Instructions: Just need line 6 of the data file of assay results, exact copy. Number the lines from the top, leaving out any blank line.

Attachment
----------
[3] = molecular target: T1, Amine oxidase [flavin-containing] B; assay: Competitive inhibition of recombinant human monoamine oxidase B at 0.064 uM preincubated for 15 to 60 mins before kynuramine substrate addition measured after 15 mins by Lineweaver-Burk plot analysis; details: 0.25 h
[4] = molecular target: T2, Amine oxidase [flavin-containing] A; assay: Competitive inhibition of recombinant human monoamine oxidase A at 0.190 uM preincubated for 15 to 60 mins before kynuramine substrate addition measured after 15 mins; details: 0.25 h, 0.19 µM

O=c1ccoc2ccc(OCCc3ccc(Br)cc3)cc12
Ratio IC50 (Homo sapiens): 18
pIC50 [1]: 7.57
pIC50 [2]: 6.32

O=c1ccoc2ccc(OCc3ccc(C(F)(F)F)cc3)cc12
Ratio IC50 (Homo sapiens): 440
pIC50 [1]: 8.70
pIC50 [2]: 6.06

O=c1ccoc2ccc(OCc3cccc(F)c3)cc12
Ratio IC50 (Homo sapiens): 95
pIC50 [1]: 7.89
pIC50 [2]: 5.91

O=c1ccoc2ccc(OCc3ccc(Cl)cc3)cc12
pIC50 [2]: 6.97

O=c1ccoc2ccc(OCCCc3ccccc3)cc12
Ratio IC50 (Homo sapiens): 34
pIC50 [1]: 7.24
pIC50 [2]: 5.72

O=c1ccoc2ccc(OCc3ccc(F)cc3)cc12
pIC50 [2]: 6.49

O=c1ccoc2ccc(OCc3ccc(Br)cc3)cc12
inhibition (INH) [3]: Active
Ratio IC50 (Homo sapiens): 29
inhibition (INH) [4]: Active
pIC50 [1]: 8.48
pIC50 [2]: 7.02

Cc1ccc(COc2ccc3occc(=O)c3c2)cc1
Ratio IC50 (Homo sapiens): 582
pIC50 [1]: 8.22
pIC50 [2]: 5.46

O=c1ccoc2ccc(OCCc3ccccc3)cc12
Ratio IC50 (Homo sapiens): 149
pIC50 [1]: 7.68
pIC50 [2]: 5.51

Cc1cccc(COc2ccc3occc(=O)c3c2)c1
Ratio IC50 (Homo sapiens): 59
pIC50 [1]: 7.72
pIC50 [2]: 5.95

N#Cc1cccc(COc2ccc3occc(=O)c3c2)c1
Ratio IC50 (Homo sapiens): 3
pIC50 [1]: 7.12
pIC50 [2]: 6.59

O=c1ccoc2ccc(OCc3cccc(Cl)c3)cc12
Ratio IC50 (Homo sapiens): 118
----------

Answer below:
pIC50 [2]: 6.32